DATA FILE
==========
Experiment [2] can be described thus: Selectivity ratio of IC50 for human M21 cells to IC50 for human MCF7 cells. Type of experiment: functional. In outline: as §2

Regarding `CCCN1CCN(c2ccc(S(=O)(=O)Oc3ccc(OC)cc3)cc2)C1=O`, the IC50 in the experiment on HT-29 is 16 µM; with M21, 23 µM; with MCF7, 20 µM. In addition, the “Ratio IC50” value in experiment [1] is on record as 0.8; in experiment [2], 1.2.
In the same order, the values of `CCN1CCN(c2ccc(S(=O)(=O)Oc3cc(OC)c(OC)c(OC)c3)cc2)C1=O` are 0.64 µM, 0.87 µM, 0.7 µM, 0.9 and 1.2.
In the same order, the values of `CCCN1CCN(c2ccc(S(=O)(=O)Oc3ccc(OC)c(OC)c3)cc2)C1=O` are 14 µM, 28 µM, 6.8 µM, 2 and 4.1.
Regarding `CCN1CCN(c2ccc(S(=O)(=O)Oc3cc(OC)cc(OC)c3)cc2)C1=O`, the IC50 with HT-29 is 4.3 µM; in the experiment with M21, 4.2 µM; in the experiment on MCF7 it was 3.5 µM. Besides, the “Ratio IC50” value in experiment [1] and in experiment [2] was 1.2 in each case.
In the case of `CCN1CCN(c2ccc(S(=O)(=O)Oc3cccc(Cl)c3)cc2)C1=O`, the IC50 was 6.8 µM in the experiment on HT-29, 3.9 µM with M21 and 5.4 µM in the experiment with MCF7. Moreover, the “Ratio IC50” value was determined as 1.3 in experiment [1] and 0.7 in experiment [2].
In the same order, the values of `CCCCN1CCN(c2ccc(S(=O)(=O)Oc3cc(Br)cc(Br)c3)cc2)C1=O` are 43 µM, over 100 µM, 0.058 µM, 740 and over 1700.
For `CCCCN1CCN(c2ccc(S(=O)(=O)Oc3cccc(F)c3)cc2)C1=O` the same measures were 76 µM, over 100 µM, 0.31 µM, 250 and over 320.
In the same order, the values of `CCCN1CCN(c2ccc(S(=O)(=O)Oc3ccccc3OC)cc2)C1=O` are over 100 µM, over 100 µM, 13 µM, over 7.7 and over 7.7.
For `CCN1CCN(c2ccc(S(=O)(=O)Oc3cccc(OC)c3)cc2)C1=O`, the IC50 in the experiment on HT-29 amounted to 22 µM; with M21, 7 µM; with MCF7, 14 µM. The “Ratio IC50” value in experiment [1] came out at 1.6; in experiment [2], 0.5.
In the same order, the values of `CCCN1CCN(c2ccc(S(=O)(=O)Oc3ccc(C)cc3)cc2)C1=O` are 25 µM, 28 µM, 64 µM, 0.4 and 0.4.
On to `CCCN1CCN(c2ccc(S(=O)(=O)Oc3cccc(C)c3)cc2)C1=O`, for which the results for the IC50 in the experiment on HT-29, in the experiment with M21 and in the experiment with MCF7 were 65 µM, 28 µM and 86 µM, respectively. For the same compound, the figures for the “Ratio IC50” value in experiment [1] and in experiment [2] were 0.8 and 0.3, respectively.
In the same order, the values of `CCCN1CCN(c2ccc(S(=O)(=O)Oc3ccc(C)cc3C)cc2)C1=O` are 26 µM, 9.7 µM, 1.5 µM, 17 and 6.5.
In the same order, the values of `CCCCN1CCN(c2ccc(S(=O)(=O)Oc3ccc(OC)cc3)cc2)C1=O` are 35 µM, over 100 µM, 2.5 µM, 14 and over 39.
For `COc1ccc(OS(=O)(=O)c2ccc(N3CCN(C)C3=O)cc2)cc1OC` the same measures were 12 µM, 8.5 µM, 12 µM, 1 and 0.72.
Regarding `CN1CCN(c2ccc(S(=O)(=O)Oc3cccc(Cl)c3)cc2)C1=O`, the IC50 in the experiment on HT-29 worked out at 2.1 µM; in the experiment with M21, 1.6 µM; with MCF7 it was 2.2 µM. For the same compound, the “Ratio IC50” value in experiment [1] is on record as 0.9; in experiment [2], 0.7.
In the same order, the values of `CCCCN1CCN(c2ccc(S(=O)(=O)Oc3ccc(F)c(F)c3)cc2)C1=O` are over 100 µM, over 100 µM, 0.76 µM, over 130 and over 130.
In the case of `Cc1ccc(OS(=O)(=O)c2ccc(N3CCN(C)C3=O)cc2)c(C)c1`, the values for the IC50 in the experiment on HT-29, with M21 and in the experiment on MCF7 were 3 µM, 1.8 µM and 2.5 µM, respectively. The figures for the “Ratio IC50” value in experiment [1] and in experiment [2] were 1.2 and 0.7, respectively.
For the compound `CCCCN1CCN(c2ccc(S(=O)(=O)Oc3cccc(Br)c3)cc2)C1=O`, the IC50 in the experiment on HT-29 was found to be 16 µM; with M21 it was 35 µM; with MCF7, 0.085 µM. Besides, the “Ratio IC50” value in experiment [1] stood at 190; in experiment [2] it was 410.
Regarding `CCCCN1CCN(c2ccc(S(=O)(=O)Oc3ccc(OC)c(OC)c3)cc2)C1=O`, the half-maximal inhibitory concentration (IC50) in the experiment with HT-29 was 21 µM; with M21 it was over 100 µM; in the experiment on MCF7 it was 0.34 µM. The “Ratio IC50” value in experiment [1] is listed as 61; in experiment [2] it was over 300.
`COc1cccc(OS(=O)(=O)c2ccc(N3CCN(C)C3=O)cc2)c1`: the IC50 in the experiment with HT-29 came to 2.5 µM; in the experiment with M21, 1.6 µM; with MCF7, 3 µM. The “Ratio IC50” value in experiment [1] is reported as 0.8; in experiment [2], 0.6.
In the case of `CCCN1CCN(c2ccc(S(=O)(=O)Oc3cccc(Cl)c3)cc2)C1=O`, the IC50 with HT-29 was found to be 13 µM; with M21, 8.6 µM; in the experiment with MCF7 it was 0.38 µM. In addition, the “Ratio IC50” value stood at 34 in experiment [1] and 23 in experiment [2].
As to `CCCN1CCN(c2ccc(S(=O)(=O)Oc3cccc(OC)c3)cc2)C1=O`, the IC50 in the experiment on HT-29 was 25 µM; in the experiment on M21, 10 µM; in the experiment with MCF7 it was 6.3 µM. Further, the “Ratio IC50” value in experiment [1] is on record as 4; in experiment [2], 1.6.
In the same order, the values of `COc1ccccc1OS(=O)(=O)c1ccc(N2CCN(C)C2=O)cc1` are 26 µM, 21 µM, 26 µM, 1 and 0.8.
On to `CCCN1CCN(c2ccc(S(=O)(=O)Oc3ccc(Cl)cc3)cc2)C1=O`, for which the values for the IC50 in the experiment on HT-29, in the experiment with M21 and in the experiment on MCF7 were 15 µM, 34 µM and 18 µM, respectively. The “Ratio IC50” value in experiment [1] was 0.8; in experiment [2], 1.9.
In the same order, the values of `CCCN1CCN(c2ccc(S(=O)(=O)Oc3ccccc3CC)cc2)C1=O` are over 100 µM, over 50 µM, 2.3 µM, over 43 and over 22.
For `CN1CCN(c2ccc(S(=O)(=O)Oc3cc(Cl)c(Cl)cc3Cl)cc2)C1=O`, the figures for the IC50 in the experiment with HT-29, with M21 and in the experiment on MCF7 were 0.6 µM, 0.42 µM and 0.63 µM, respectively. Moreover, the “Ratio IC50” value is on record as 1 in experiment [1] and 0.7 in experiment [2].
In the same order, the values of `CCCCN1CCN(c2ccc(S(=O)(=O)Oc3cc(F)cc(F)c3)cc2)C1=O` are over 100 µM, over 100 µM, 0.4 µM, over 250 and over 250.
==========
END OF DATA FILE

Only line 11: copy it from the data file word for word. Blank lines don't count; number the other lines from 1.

In the same order, the values of `CCCN1CCN(c2ccc(S(=O)(=O)Oc3ccc(C)cc3)cc2)C1=O` are 25 µM, 28 µM, 64 µM, 0.4 and 0.4.